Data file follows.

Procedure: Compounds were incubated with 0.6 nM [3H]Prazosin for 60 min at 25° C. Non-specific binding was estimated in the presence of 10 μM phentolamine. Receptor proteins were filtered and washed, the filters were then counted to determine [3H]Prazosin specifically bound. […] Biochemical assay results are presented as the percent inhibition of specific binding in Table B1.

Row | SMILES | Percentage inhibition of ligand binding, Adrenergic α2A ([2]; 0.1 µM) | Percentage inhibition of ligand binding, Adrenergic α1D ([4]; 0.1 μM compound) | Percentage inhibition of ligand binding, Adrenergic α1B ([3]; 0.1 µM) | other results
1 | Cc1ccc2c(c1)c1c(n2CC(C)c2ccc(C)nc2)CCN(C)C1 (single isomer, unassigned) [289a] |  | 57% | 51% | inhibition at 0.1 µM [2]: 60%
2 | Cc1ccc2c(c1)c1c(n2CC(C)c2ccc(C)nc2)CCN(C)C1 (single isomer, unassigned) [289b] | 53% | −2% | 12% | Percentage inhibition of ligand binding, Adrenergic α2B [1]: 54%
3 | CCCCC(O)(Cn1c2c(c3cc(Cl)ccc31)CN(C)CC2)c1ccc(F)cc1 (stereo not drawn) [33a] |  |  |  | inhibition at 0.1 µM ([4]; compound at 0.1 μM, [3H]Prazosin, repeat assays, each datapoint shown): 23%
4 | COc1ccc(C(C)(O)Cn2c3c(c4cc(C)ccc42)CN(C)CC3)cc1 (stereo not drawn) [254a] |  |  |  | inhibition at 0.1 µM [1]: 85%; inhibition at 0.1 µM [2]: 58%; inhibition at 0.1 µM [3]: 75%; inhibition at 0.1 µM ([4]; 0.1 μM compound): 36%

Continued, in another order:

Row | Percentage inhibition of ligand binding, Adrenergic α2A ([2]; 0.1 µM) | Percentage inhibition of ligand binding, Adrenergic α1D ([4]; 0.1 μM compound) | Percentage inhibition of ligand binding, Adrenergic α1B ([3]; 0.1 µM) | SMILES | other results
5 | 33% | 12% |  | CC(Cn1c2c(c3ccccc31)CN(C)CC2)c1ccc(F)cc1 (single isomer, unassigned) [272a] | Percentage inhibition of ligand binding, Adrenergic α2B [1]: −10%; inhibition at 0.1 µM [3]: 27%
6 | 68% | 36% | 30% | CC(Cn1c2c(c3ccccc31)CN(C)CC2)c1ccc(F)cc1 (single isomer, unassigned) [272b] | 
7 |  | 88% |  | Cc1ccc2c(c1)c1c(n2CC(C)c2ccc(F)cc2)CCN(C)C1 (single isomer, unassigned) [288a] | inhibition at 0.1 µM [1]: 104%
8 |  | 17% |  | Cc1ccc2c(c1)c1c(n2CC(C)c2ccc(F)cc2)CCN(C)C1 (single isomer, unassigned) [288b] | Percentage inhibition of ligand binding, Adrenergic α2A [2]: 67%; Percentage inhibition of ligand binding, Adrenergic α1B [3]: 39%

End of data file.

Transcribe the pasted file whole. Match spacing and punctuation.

Procedure: Compounds were incubated with 0.6 nM [3H]Prazosin for 60 min at 25° C. Non-specific binding was estimated in the presence of 10 μM phentolamine. Receptor proteins were filtered and washed, the filters were then counted to determine [3H]Prazosin specifically bound. […] Biochemical assay results are presented as the percent inhibition of specific binding in Table B1.

Row | SMILES | Percentage inhibition of ligand binding, Adrenergic α2A ([2]; 0.1 µM) | Percentage inhibition of ligand binding, Adrenergic α1D ([4]; 0.1 μM compound) | Percentage inhibition of ligand binding, Adrenergic α1B ([3]; 0.1 µM) | other results
1 | Cc1ccc2c(c1)c1c(n2CC(C)c2ccc(C)nc2)CCN(C)C1 (single isomer, unassigned) [289a] |  | 57% | 51% | inhibition at 0.1 µM [2]: 60%
2 | Cc1ccc2c(c1)c1c(n2CC(C)c2ccc(C)nc2)CCN(C)C1 (single isomer, unassigned) [289b] | 53% | −2% | 12% | Percentage inhibition of ligand binding, Adrenergic α2B [1]: 54%
3 | CCCCC(O)(Cn1c2c(c3cc(Cl)ccc31)CN(C)CC2)c1ccc(F)cc1 (stereo not drawn) [33a] |  |  |  | inhibition at 0.1 µM ([4]; compound at 0.1 μM, [3H]Prazosin, repeat assays, each datapoint shown): 23%
4 | COc1ccc(C(C)(O)Cn2c3c(c4cc(C)ccc42)CN(C)CC3)cc1 (stereo not drawn) [254a] |  |  |  | inhibition at 0.1 µM [1]: 85%; inhibition at 0.1 µM [2]: 58%; inhibition at 0.1 µM [3]: 75%; inhibition at 0.1 µM ([4]; 0.1 μM compound): 36%

Continued, in another order:

Row | Percentage inhibition of ligand binding, Adrenergic α2A ([2]; 0.1 µM) | Percentage inhibition of ligand binding, Adrenergic α1D ([4]; 0.1 μM compound) | Percentage inhibition of ligand binding, Adrenergic α1B ([3]; 0.1 µM) | SMILES | other results
5 | 33% | 12% |  | CC(Cn1c2c(c3ccccc31)CN(C)CC2)c1ccc(F)cc1 (single isomer, unassigned) [272a] | Percentage inhibition of ligand binding, Adrenergic α2B [1]: −10%; inhibition at 0.1 µM [3]: 27%
6 | 68% | 36% | 30% | CC(Cn1c2c(c3ccccc31)CN(C)CC2)c1ccc(F)cc1 (single isomer, unassigned) [272b] | 
7 |  | 88% |  | Cc1ccc2c(c1)c1c(n2CC(C)c2ccc(F)cc2)CCN(C)C1 (single isomer, unassigned) [288a] | inhibition at 0.1 µM [1]: 104%
8 |  | 17% |  | Cc1ccc2c(c1)c1c(n2CC(C)c2ccc(F)cc2)CCN(C)C1 (single isomer, unassigned) [288b] | Percentage inhibition of ligand binding, Adrenergic α2A [2]: 67%; Percentage inhibition of ligand binding, Adrenergic α1B [3]: 39%